Christmas Foods That Are Toxic to Dogs

Three dogs in front of a Christmas tree

As a pet owner, you probably already know that some human foods are toxic to dogs. However, you might not be aware of all of the foods to avoid giving dogs, and it certainly never hurts to brush up on your pet parenting knowledge — especially before the holiday season when it might be tempting to give your pup a little extra something special for being so good this year.

Everybody loves Christmas! It’s a time to put up decorations, give each other gifts, and overindulge in all sorts of delicious treats.

For your pet dog, though, snacking on the wrong types of Christmas treats can do more than just pack on the pounds. Some common human foods are toxic to dogs and can cause severe toxic reactions, irreversible damage to their health, and in the worst cases, even death. Human food is meant for humans, and your dog’s digestive system just isn’t built to process some of the things we eat.

Don’t be caught off guard this Christmas by offering your dog a bite of your Christmas treats. Familiarize yourself with our checklist of the most toxic human Christmas foods for your dog — they’ll thank you for it in the long run.


Chocolate is delicious to humans (and dogs, too), but be sure to keep it out of their way. Chocolate is one of the human foods that is toxic to dogs because it contains theobromine, a stimulant that can cause kidney failure, heart damage, and damage to the central nervous system. Signs of poisoning include vomiting, diarrhea, restlessness, hyperactivity, and seizures.

Commonly found in:

Cakes, cookies, candy, and in its pure form, wrapped and under Christmas trees where naughty dogs can sniff it out!

Grapes (and Raisins)

Grapes and raisins should be at the top of your list of foods to avoid giving dogs. While the active ingredient that causes toxicity is unknown, just one grape or raisin can result in severe liver damage and kidney failure.

Commonly found in:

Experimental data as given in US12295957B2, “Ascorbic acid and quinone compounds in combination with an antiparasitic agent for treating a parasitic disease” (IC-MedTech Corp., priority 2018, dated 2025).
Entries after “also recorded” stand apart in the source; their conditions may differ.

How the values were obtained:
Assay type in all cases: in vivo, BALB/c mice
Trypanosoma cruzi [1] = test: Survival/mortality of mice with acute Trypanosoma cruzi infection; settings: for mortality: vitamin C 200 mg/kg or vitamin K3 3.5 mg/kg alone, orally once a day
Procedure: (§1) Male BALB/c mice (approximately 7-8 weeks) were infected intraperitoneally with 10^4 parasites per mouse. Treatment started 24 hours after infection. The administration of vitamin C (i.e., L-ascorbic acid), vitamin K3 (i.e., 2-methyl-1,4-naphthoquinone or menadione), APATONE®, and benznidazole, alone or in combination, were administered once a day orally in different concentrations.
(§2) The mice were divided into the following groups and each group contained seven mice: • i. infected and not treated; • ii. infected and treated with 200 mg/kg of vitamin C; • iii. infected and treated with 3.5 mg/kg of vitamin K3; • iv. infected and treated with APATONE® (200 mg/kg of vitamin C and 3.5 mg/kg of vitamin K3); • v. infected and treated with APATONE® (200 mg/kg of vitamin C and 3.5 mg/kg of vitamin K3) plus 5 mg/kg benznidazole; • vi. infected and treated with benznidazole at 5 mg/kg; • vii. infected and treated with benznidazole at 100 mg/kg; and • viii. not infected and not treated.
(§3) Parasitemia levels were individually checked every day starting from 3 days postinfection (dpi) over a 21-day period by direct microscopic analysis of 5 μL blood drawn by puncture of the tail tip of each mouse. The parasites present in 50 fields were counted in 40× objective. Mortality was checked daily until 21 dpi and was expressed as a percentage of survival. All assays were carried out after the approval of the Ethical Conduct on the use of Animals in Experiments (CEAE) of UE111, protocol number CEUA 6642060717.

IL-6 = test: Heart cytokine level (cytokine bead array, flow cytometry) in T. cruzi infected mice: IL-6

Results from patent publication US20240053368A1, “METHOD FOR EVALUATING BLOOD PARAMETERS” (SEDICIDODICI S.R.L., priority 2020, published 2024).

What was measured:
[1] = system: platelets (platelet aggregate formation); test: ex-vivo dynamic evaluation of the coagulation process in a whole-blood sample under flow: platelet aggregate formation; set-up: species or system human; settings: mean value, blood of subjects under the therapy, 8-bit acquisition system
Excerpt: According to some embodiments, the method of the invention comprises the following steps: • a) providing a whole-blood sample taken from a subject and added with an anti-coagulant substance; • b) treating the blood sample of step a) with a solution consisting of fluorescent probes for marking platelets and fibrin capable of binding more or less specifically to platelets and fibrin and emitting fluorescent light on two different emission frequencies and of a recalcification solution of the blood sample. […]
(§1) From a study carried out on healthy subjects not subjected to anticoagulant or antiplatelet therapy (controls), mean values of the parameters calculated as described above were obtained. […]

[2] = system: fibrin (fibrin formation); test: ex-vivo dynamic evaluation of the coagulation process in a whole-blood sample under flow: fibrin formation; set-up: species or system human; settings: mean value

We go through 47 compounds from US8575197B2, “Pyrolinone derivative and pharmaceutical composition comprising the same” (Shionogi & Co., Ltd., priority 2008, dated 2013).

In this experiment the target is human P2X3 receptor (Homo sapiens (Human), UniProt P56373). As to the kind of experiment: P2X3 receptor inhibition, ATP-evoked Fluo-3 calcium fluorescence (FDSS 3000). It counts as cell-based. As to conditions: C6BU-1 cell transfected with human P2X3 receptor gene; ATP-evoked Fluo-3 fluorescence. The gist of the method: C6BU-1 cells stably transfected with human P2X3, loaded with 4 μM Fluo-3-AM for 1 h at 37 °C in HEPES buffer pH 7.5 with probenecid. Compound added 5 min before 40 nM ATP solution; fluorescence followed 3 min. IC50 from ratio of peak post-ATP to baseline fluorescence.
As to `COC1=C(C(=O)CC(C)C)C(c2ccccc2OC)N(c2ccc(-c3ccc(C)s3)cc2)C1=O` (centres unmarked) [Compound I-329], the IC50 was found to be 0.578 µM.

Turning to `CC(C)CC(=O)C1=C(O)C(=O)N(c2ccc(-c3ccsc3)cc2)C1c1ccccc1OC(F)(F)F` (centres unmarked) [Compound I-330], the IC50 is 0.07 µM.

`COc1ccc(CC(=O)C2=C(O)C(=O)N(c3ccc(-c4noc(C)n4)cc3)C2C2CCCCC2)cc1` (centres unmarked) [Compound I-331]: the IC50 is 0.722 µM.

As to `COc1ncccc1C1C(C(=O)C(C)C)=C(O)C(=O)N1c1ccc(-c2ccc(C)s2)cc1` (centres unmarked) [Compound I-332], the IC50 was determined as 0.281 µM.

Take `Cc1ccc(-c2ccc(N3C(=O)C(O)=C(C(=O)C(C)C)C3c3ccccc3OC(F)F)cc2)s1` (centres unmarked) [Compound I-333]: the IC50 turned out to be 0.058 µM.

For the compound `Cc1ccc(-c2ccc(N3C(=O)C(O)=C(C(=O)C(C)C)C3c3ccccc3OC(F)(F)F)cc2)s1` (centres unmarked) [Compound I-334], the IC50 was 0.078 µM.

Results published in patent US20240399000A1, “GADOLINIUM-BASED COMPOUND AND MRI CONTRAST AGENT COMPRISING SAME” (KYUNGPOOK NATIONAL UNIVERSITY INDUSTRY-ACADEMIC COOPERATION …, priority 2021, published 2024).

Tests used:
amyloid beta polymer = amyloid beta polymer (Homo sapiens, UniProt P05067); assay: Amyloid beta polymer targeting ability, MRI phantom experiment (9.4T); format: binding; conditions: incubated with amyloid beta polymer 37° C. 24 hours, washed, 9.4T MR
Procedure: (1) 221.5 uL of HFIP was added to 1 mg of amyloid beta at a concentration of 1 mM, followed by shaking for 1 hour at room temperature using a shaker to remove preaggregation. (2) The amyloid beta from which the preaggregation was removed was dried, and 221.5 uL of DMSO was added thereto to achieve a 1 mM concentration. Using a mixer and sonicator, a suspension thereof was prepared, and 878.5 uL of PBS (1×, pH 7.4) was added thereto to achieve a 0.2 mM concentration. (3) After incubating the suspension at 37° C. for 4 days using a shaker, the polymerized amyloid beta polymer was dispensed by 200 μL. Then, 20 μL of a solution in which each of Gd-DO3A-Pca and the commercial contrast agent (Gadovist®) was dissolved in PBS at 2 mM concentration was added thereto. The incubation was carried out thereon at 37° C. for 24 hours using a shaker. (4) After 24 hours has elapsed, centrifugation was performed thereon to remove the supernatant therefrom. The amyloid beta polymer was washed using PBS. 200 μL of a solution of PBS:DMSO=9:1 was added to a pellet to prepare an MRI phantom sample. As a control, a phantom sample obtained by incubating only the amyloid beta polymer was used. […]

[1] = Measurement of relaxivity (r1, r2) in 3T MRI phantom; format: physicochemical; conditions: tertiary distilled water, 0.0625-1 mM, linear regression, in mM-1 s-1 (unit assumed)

Mince pies, breakfast cereals, desserts and puddings, fruit bread, pastries, and fruit juice.


It’s not only human foods that are toxic to dogs — beverages can be dangerous too. Even in small doses, alcohol can seriously harm your dog. Aside from the ‘human’ type effects, such as intoxication, sickness, and diarrhea, alcohol can lead to irreparable central nervous system damage, coma, and death.

Commonly found in:

Its pure form, but also in certain extracts (vanilla extract is 35% ABV, for example), medicines, and even mouthwash.

Onion and Garlic

Whether dry, raw or cooked, these aromatics are particularly toxic to dogs and can cause extreme gastrointestinal irritation and damage to red blood cells. You should be particularly vigilant about these human foods that are toxic to dogs because the damage isn’t always evident until a few days after consumption.

Commonly found in:

Stuffing, meatloaf, sauces, gravies, and leftovers.

Macadamia Nuts

Macadamia nuts are another common holiday food to avoid giving dogs. They can result in damage to your dog’s muscles and central nervous system within just 12 hours, indicated by weakness, panting, vomiting, tremors, and swollen limbs.

Commonly found in:

Its pure form, and added to cakes, cookies, and other treats.

Artificial Sweetener (Xylitol)

Ingestion of artificial sweeteners can send your dog into hypoglycemia, which is linked to both liver failure and blood clotting disorders. Even small amounts can be extremely dangerous and require immediate veterinary attention. Always check the ingredients list to ensure there are no human foods that are toxic to dogs that could be overlooked.

Commonly found in:

Many sugar-free, diet, low-calorie, or diabetic foods contain sweeteners and should be kept out of your dog’s reach.

Shop All Natural Dog-Safe Treats

Two dogs with Christmas-themed collars

Quite simply, some human food should be kept for humans. If you want to give your dog a Christmas treat that you know is safe, avoid the foods you would eat, and choose our Premium Chicken Jerky Dog Treats instead. These are all-natural, contain dog-safe ingredients, and are made from nothing that could harm your dog.

As a final word of caution, refusing to give your pup human foods that are toxic to dogs isn’t enough. Dogs can be sneaky thieves when it comes to the kitchen, and they’ll often help themselves to your food without permission. If you have any doubt whatsoever that your dog has eaten one of the foods in our checklist of foods to avoid giving dogs, please take them to your veterinarian immediately.

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